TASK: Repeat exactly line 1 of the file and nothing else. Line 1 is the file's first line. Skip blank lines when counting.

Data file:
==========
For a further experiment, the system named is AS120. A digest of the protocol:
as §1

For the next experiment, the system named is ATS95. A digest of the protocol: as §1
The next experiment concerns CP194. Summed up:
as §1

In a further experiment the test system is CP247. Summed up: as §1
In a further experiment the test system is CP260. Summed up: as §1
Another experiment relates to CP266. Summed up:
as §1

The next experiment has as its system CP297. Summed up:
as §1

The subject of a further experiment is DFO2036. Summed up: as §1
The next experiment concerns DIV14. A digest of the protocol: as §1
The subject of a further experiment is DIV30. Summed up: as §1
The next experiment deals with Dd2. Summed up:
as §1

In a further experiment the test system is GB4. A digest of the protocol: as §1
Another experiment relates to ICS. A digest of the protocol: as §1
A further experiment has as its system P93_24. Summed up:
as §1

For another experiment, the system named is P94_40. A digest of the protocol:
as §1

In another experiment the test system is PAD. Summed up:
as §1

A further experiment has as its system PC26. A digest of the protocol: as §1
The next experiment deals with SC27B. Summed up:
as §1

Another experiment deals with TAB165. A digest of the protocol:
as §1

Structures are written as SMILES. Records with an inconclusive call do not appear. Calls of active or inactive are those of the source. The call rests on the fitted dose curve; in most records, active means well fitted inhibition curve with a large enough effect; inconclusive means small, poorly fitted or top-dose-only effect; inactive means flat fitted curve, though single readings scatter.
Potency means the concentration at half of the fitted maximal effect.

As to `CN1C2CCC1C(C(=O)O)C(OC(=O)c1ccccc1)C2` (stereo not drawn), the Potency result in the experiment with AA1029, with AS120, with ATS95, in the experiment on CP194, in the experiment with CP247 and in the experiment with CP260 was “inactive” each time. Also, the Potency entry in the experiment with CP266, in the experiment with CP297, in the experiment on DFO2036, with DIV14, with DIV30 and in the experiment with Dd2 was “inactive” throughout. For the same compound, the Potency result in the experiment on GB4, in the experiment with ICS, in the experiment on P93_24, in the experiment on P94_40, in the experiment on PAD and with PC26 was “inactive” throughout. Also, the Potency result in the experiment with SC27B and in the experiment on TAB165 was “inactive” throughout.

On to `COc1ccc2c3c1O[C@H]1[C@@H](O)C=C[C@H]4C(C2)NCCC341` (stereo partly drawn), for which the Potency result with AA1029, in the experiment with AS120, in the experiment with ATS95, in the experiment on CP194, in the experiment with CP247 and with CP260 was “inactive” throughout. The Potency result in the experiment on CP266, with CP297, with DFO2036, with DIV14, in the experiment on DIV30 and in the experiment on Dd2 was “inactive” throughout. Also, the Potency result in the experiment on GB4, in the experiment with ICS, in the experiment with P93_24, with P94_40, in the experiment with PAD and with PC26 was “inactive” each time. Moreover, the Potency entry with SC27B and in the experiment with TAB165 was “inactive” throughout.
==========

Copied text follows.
For a further experiment, the system named is AS120. A digest of the protocol: